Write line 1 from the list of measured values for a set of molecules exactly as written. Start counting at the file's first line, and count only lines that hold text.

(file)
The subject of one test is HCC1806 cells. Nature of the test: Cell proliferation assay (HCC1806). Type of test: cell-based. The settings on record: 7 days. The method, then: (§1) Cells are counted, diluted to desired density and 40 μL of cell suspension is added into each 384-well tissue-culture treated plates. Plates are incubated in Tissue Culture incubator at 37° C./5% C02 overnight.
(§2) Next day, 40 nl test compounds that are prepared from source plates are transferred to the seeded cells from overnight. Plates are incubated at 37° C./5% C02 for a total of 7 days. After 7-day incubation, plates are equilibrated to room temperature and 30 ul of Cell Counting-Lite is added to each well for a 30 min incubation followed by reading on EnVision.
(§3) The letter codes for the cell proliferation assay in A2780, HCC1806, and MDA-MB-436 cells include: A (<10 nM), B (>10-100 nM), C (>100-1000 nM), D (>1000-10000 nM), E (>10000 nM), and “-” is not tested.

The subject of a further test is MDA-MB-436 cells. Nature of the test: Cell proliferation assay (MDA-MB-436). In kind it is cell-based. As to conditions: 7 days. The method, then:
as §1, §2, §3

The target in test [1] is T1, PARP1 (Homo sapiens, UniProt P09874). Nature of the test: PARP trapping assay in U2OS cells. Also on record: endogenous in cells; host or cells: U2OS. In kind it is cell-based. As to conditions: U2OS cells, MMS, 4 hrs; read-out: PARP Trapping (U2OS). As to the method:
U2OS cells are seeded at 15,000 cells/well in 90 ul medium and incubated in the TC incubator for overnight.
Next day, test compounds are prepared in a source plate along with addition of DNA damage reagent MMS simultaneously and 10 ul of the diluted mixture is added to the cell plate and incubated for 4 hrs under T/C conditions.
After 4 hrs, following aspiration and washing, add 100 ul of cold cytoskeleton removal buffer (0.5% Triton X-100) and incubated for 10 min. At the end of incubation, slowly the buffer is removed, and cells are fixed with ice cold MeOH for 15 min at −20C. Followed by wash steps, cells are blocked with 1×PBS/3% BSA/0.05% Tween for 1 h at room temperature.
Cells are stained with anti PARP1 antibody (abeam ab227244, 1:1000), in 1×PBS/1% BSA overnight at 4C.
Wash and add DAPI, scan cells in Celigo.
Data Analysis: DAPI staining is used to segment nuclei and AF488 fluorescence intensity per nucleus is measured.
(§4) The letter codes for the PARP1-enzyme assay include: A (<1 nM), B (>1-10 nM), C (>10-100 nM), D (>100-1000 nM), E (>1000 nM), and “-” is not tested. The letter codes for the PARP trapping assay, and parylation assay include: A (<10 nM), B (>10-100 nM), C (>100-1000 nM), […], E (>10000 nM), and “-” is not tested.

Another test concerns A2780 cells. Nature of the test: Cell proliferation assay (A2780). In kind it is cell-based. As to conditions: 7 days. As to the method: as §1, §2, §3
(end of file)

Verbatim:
The subject of one test is HCC1806 cells. Nature of the test: Cell proliferation assay (HCC1806). Type of test: cell-based. The settings on record: 7 days. The method, then: (§1) Cells are counted, diluted to desired density and 40 μL of cell suspension is added into each 384-well tissue-culture treated plates. Plates are incubated in Tissue Culture incubator at 37° C./5% C02 overnight.